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Carolyn Romasz, On Behalf v. Michael J. Astrue

October 26, 2012

CAROLYN ROMASZ, ON BEHALF OF A.H.N., PLAINTIFF,
v.
MICHAEL J. ASTRUE, COMM'R OF SOC. SEC., DEFENDANT.



The opinion of the court was delivered by: Glenn T. Suddaby, United States District Judge

MEMORANDUM-DECISION and ORDER

Currently before the Court, in this Social Security action filed by Carolyn Romasz ("Plaintiff") on behalf of her son, A.H.N., against the Commissioner of Social Security ("Defendant" or "the Commissioner") pursuant to 42 U.S.C. §§ 405(g) and 1383(c)(3), are the parties' cross-motions for judgment on the pleadings. (Dkt. Nos. 11, 12.) For the reasons set forth below, Defendant's motion is denied and Plaintiff's motion is granted in part and denied in part.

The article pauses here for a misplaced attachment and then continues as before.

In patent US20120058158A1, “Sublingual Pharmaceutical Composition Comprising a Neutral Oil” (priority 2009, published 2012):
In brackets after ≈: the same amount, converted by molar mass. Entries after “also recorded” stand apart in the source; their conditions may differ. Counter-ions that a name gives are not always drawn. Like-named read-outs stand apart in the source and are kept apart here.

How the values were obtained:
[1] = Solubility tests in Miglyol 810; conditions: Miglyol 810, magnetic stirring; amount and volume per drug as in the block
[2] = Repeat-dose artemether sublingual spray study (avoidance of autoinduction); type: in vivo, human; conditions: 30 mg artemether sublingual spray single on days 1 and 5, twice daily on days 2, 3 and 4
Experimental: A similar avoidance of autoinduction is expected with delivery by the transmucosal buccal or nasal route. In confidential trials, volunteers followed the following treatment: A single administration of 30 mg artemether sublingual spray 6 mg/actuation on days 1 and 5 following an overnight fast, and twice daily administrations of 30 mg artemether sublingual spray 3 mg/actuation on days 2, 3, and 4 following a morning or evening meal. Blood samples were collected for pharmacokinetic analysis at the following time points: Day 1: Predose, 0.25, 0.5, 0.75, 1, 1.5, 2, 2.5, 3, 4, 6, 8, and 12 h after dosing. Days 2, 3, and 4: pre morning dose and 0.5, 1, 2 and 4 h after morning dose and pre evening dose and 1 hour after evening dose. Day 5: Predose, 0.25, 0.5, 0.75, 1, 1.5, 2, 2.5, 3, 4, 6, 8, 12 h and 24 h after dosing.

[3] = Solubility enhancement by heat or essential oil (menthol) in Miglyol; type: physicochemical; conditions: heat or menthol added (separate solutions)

I. RELEVANT BACKGROUND

A. Factual Background

A.H.N. was born on June 22, 2000. At the time of his hearing, he was in the fifth grade. A.H.N.'s alleged impairments are attention deficit hyperactivity disorder ("ADHD"), Oppositional Defiant Disorder ("ODD"), Post Traumatic Stress Disorder ("PTSD") and depression.

B. Procedural History